‘Breathing’

Image of shadow of black person on tiled street

It’s been hard to exhale lately,

so why don’t you pay me a visit,

you see I hit the point differently,

grew up on a block that’s not too far from Grenfell,

so I’m still not one to tell…WHY CAN’T THEY HEAR ME YELL because I feel suffocated, and as of late I’ve been questioning my faith,

does that make me an infidel because I’m living in this cell, and hell is starting to seem like a comforting idea,

I’m not protected like that,

I’m like any other black soul asking to be respected and acknowledged.

They said I lost myself but for the first time I feel as if I found myself.

Death is now more a viable solution, pass me that poison,

neat liquor got me wavy and they’re asking me to be more political whilst I’m trying to attain more capital… call that capital living,

I’m still giving more than I receive, yes, it’s repetitive,

yet I still give and give and give till there is nothing left.. I call that emotional theft.

Still have debts to pay and debts to be collected,

my younger self would have responded differently; I say this because I pondered this a couple of times,

it’s as if I surrendered myself, yet I know I still have this chocolate chip on my shoulder,

so I scream out…”GO ASK THE MANDEM ON THE STRIP,

GO ASK FOR MY CREDENTIALS,

GO ASK ABOUT THE DIRT I PUT IN,

GO ASK THEM ABOUT MY INITIALS AND HOW THEY WILL NEVER BE FORGOTTEN”

This is what seems to happen whenever they question my NAME as if that matters to me anymore,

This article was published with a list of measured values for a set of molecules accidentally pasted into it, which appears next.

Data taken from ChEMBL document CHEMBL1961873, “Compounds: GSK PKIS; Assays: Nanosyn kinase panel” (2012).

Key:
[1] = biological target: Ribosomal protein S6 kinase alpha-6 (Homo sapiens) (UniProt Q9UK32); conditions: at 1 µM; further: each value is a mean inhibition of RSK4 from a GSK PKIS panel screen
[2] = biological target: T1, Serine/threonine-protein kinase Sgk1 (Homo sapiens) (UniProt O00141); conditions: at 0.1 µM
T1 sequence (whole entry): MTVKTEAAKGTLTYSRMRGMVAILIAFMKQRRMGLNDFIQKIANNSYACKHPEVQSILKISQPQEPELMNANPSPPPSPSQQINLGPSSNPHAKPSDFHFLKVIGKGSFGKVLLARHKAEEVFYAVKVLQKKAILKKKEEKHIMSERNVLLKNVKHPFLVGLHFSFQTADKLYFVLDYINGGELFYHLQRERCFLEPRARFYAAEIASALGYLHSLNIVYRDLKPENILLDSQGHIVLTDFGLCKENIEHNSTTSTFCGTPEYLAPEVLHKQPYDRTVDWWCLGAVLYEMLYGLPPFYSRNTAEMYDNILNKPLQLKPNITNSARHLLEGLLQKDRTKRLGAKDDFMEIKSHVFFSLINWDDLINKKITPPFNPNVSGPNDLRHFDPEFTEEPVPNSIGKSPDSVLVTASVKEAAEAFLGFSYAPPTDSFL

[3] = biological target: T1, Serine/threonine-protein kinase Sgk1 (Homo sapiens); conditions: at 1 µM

as if that matters to anyone,

I used call that same strip home,

I used love the feeling of belonging,

that false sense of security only to rudely realise I was still under scrutiny, and no one can commit harm with impunity if your skin isn’t white, and yes, I got lost in the city,

16 years of age and I felt the rage of my forefathers,

traumatic experiences I now subdue,

there in no due process when your skin is Black and mental health to us was that thing that those white people with wealth would complain about till they diagnosed me with PTSD and I move with stealth when it comes to who I really am, so lay me bare…lay me fucking bare and maybe one day I’ll allow her to care…

Samer Ismail (AKA The Urban Nomad) is a poet and a recent graduate from SOAS with honours in BA African Studies and Politics. You can visit Samer’s website at theurbannomadpoetry.wordpress.com/

This blog is part of our Black History Month 2020 series, which celebrates black voices and achievements over time, and across the globe. The series features contributions from SOAS alumni, academics, and students. If you enjoyed this poem, take a look at The Urban Nomad’s other poems, ‘Heroes’, and ‘For Hooyo and Abo…Mainly Hooyo’.

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